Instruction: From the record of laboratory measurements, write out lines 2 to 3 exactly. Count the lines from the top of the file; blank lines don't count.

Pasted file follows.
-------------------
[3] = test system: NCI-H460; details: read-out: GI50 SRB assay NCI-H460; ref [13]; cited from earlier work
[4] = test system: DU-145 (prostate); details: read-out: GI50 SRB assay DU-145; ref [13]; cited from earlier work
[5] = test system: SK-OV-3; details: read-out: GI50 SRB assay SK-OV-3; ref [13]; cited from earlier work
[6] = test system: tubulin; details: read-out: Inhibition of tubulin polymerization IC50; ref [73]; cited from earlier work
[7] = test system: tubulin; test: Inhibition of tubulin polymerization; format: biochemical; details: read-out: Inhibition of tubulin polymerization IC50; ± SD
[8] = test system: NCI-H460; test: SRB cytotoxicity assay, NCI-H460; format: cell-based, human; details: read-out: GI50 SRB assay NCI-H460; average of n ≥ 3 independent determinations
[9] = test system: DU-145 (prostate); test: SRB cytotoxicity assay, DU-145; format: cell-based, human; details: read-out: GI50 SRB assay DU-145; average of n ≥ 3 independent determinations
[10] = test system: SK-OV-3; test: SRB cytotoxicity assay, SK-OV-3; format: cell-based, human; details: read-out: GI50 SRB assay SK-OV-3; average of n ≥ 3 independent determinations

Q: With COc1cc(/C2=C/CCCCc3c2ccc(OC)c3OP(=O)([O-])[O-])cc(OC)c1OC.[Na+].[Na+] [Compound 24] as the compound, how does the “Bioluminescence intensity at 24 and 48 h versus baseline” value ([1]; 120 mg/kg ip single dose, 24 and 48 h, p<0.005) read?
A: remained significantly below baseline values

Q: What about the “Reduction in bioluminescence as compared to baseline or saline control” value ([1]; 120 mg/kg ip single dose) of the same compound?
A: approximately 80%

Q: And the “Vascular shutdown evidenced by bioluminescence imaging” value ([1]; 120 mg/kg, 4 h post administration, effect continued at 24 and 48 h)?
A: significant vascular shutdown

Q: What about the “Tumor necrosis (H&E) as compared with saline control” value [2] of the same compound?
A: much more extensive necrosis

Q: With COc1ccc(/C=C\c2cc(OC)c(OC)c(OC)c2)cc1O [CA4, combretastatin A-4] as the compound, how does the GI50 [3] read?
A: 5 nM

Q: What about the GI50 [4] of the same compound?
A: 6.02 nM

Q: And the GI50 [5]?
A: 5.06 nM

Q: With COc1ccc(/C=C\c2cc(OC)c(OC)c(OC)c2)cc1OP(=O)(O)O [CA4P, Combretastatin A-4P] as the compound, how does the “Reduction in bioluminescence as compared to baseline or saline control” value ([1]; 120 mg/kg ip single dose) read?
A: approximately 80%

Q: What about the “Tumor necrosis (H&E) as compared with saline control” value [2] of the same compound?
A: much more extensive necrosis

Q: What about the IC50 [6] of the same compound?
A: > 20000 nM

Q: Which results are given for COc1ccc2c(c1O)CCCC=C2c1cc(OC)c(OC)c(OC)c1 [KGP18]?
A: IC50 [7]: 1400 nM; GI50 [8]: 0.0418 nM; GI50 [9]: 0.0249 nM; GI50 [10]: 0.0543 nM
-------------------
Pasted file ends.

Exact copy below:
[4] = test system: DU-145 (prostate); details: read-out: GI50 SRB assay DU-145; ref [13]; cited from earlier work
[5] = test system: SK-OV-3; details: read-out: GI50 SRB assay SK-OV-3; ref [13]; cited from earlier work